Iran Rejects N. Talks with World Powers

A03874211.jpgTEHRAN (FNA)- Iran on Saturday reaffirmed its rejection of any talks with world powers over the nuclear crisis, saying it would only negotiate with the UN atomic watchdog.“The issue of nuclear talks with the countries of the 5+1 is over,” government spokesman Gholam Hossein Elham told reporters. The so-called 5+1 are the five permanent UN Security Council powers plus Germany, which have been seeking to force Iran to give up its right of nuclear enrichment in exchange for an incentives package.

The six powers have been represented by the European Union’s foreign policy chief Javier Solana who has been involved in two years of talks with Iran. But despite all the agreements made in the Iran-EU talks, western powers have always tighten the grip on Iran and responded to Tehran’s confidence-building measures with three sets of UN Security Council sanctions.

Elham’s comments confirm remarks made by President Mahmoud Ahmadinejad earlier this month which suggested the government was strongly against any new talks between Solana and Iran’s top nuclear negotiator Saeed Jalili.

“We will continue our path within the framework of the International Atomic Energy Agency as this is the only legal body for this issue,” Elham added.

The UN Security Council two weeks ago tightened sanctions against Tehran over its refusal to heed West’s calls to give up its uranium enrichment right.

The UN Security Council imposed a third round of sanctions on Iran earlier this month for refusing to suspend uranium enrichment, adopting a resolution that Germany co-sponsored, though not itself on the council.

The US is at loggerheads with Iran over Tehran’s independent and home-grown nuclear technology. Washington has laid much pressure on Iran to make it give up the most sensitive and advanced part of the technology, which is uranium enrichment, a process used for producing nuclear fuel for power plants.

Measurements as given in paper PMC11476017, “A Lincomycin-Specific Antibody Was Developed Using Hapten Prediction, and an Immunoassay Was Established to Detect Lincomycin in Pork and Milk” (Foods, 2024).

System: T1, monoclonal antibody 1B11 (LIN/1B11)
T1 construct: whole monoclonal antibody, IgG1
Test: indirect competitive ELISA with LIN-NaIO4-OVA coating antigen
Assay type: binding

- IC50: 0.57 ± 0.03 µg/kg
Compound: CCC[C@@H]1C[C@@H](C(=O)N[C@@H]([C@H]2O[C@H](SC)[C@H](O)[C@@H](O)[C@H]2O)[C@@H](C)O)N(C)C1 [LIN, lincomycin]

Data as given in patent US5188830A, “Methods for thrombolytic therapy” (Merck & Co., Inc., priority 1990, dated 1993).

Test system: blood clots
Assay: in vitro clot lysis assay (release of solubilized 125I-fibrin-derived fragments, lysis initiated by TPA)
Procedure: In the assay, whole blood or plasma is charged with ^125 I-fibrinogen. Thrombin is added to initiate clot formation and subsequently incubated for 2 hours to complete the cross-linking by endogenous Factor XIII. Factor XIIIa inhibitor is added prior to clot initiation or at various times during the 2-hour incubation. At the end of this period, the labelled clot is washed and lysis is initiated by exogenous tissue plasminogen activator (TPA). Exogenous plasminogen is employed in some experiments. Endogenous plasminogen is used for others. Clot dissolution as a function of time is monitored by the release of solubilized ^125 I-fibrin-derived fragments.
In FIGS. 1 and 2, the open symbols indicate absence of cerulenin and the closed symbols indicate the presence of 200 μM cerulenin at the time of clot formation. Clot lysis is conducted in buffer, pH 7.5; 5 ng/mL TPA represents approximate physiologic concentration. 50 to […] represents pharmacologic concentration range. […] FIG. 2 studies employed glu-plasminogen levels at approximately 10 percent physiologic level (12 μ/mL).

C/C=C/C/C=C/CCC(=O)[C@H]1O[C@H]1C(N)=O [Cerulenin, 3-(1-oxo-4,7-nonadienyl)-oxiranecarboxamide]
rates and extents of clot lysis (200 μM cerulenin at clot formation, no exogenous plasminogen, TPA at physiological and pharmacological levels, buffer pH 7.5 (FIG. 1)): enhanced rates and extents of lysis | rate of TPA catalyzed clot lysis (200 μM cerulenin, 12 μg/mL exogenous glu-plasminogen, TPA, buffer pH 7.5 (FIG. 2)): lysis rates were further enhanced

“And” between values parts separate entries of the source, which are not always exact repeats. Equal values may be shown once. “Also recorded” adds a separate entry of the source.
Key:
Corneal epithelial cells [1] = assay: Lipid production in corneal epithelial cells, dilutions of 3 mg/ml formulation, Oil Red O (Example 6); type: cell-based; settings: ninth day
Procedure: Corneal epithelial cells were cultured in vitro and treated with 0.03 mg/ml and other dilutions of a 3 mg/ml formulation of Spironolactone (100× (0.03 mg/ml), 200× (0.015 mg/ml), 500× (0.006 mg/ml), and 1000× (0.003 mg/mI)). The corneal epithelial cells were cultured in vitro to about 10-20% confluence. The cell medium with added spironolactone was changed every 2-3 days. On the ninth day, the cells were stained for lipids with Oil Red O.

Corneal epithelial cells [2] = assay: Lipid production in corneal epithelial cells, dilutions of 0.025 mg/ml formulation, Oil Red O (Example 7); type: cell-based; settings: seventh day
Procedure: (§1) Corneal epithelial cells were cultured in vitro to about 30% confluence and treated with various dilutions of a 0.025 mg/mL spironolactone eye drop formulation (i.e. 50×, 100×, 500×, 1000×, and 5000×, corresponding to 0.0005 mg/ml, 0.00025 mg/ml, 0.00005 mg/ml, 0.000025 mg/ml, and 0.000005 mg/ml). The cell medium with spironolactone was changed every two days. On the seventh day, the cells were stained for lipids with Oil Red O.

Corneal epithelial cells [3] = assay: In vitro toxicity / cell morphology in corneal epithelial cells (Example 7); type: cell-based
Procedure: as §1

Washington’s push for additional UN penalties contradicted the recent report by 16 US intelligence bodies that endorsed the civilian nature of Iran’s programs. Following the US National Intelligence Estimate (NIE) and similar reports by the IAEA head – one in November and the other one on Friday – which praised Iran’s truthfulness about key aspects of its past nuclear activities and announced settlement of outstanding issues with Tehran, any effort to impose further sanctions on Iran seemed to be completely irrational.

The February report by the UN nuclear watchdog, the International Atomic Energy Agency, praised Iran’s cooperation in clearing up all of the past questions over its nuclear program, vindicating Iran’s nuclear program and leaving no justification for any new UN sanctions.

Tehran says it never worked on atomic weapons and wants to enrich uranium merely for civilian purposes, including generation of electricity, a claim substantiated by the NIE and IAEA reports.

Iran has insisted it would continue enriching uranium because it needs to provide fuel to a 300-megawatt light-water reactor it is building in the southwestern town of Darkhovin as well as its first nuclear power plant in the southern port city of Bushehr.

Not only many Iranian officials, including President Mahmoud Ahmadinejad, but also many other world nations have called the UN Security Council pressure unjustified, especially in the wake of recent IAEA reports saying Iran had increased cooperation with the agency.

US President George W. Bush, who finished a tour of the Middle East last month has called on his Arab allies to unite against Iran.

But hosting officials of the regional nations dismissed Bush’s allegations, describing Tehran as a good friend of their countries.

Bush’s attempt to rally international pressure against Iran has lost steam due to the growing international vigilance, specially following the latest IAEA and US intelligence reports.

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